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PHI_Notes_2.12.08 - PHI Jose Alvarez The cosmological...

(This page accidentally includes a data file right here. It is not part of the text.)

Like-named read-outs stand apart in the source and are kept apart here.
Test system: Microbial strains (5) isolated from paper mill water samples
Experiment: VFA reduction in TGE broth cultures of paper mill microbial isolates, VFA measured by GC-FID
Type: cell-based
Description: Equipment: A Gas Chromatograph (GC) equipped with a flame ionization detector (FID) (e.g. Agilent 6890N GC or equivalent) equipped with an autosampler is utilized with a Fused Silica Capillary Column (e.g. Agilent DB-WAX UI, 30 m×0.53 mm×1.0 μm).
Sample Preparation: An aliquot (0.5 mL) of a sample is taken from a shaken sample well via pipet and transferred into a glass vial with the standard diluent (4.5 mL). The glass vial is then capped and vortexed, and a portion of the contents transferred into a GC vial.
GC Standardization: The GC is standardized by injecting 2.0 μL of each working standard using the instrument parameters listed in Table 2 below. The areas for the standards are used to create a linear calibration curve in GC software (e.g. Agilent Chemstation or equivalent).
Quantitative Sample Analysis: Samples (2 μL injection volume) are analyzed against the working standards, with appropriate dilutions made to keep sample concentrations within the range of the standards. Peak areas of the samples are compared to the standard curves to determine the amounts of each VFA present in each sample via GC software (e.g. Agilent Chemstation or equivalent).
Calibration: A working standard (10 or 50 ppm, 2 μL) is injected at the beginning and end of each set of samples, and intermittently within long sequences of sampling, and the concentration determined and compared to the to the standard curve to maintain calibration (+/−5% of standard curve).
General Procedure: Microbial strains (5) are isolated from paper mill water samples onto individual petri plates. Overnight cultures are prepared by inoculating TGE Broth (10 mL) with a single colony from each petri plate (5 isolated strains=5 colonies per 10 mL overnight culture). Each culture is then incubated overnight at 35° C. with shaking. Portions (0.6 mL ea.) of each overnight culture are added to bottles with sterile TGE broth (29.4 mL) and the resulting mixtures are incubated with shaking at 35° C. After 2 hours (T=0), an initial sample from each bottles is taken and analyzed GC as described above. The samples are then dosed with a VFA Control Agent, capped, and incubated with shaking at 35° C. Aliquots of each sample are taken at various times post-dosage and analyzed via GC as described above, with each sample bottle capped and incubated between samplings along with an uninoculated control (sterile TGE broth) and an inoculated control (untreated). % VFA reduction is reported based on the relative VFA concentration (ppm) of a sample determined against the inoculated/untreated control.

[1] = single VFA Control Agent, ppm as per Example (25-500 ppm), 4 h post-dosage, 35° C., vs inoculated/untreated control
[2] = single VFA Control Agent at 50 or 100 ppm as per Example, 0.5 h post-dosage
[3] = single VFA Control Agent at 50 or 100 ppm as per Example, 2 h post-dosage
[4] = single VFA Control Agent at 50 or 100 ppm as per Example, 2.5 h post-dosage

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PHI 10:29:15 Jose Alvarez The cosmological argument o A posteriori (this means “after or dependent upon experience”) and causal o Aquinas’ versions: Motion/Causation/Contingency 1. Some things in the world of sense experience are in motion/ are caused/ are contingent. 2. Anything moved or caused must be moved or caused by something else unless it is self-moved or self-caused 3. But an infinite regress of (contingent) movers or causes is impossible. 4. Therefore, there must be a first mover/first cause/necessary being. 5. God is understood to be a first mover/first cause/necessary being 6. Therefore, God exists. o Some critical points for the cosmological argument: Perhaps the series is not a dependent being. This one is fairly straightforward. This argument depends on the notion that if there is a series of causes or movers in the universe, there must be something that started the series. But a critic of the cosmological argument may point out that it is possible that the series itself is god or god-like. Why do we have to lead ourselves to the notion that there is a being that caused a series of events? Perhaps the series of events is the ultimate thing in the universe and it is independent of all other things. Maybe there is no explanation at all. Isn’t it possible that the universe simply exists and nobody has the right explanation? No characteristics of God are proven or mentioned. If you want an argument for God’s existence that tells you something other than “it exists,” then this argument isn’t for you (except for the third version (the “contingency to necessity” version) of the argument). There is nothing in the cosmological argument here that says that god loves anyone, or is good, or is powerful, or anything of that kind.
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